Female Genital Mutilation: Writ Petition Summary

Ban on Female Genital Mutilation

A community amongst the Shia Muslims called Dawoodi Bohras practice female circumcision or Female Genital Mutilation (FGM). This is also known as ‘Khatna’. It is performed on girls above the age of five, before they attain puberty. The public interest petition is filed in light of the increased reporting of FGM.

The petitioner, Ms. Sunita Tiwari, is an advocate. She has also been fighting for child rights and human rights. The petition contends that the practice perpetuates inequality since it is discriminating against women. Further, since the victims are all minors, it is a grave violation of the rights of children.

What does the petitioner seek?

The petitioner prayed for the Court to

  1. Place a complete ban on Female Genital Mutilation or Khatna in India

  2. Direct the state police to take action under the existing provisions in the Indian Penal Code, 1860 until new statutes come into force.

Grounds for the petition

FGM Violates Right to Life

The petitioner highlights that the right to life under Article 21 of the Constitution of India, 1950 includes the right to life with dignity. Further, under Article 39 the Union of India has a duty to protect its citizens. The State has failed its duty to protect as it has not enacted laws pertaining to, and abolishing Khatna or FGM.

Ms. Tiwari contends that the non-action on the part of the respondents imply a support of FGM. That despite it being considered an offence under the Indian Penal Code,1860, there is no ban on the practice.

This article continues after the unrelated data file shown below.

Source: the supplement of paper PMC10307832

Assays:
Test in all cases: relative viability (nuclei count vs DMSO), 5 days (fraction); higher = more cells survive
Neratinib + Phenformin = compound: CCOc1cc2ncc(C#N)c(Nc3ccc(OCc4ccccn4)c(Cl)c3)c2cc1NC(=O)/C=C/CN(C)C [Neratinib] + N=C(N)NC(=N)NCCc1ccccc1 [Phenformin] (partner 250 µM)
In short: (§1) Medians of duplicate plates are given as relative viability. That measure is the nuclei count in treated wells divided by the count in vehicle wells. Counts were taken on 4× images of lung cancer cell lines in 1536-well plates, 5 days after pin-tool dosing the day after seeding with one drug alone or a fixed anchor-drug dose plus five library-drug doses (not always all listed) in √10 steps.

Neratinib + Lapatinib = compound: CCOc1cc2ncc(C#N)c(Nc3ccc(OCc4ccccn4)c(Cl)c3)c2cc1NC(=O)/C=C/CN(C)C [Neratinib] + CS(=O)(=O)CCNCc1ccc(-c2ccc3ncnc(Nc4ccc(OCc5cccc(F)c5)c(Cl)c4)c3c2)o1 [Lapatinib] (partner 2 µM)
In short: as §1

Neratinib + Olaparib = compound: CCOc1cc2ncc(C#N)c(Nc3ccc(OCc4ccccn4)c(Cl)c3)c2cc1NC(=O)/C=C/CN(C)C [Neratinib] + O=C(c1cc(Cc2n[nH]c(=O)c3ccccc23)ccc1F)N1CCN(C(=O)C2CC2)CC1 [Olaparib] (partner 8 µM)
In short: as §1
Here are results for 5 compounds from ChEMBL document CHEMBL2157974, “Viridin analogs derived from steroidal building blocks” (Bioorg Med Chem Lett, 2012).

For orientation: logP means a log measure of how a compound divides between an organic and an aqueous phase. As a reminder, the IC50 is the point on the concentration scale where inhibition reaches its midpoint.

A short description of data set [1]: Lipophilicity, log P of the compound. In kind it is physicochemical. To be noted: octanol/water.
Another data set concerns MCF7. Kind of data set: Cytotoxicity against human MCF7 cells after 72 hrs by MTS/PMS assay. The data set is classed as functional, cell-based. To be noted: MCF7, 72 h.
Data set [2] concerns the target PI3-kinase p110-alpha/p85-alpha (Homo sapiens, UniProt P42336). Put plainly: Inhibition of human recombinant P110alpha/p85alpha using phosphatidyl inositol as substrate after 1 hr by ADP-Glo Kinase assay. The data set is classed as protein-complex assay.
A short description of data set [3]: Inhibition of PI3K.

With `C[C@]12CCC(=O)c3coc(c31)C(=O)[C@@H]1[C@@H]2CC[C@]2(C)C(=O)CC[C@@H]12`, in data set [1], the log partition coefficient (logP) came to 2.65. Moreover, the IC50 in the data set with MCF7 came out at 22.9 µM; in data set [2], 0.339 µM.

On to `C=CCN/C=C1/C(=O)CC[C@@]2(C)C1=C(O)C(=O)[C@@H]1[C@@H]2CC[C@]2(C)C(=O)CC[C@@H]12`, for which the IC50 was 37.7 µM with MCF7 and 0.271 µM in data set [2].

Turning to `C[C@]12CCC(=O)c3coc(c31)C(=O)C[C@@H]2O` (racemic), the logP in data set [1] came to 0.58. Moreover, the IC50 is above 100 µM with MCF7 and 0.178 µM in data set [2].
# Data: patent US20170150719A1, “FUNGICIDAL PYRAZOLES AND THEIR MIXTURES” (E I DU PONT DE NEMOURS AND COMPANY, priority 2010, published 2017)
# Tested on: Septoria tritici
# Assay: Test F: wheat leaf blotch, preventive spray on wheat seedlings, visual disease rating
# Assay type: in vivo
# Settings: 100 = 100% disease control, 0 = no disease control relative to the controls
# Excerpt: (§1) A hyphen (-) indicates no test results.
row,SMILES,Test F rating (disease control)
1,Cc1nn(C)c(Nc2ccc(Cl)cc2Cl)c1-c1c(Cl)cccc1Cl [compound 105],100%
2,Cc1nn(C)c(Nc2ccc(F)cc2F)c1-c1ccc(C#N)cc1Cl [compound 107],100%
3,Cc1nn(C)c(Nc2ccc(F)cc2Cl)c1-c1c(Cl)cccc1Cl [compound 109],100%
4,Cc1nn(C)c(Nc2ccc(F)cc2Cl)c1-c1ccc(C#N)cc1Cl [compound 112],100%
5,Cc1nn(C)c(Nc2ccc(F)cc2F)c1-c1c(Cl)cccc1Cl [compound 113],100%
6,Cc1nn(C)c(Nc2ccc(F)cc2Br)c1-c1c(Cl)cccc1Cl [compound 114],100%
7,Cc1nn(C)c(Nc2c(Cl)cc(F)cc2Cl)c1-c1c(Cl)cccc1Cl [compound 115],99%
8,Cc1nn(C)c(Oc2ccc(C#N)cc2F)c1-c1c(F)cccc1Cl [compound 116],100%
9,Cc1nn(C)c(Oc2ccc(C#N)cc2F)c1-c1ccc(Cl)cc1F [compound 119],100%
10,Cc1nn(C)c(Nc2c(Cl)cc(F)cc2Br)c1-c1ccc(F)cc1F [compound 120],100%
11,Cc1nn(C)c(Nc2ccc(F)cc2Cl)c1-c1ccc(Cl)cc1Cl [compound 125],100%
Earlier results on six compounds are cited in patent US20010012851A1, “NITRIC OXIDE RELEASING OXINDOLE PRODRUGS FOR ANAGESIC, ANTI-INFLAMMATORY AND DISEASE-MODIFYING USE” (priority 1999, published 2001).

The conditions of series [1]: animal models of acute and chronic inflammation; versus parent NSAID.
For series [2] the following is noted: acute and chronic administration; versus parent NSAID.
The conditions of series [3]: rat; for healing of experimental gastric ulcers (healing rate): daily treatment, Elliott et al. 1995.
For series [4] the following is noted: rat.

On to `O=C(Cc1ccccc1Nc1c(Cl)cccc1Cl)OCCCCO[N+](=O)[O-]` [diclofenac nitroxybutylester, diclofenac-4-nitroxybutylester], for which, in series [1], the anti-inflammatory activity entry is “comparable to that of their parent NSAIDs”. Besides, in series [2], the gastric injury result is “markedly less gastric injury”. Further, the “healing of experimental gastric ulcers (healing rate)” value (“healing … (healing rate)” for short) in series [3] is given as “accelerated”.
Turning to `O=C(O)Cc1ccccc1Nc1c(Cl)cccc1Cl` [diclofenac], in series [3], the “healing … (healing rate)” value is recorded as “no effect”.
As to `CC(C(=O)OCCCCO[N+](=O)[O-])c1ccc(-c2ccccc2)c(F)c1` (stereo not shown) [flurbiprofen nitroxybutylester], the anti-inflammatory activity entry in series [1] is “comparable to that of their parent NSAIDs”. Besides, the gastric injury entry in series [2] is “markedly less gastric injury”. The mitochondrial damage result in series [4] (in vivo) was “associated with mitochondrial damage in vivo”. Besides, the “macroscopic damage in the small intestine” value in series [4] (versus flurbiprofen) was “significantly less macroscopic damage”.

The petitioner refers to various online petitions and a documentary titled “A Pinch of Skin” made on the practice of FGM. Several accounts of women from the Bohra community and subsequent petitions made by them to effectuate change have been in vain. The petitioner contends that this is a blatant disregard to the protection of the basic bodily rights of women and children by the respondents.

Does Not Meet International Law Obligations

The Universal Declaration of Human Rights, 1948, (to which India ratified in 1948), sets out the fundamental rights of every individual. The UN Convention on the Rights of the Child which was signed in 1989 sets out the rights of children. It requires that all countries that have ratified the convention are bound by international law and must act keeping the best interests of children in mind. A plain reading of rights under these international conventions indicates that FGM is a violative practice requiring state intervention.

The United Nations General Assembly adopted a resolution in 2012 banning Female Genital Mutilation internationally, in order to protect the fundamental rights of a child. The petitioners contend that despite international law obligations, there is no law in India that bans FGM or Khatna.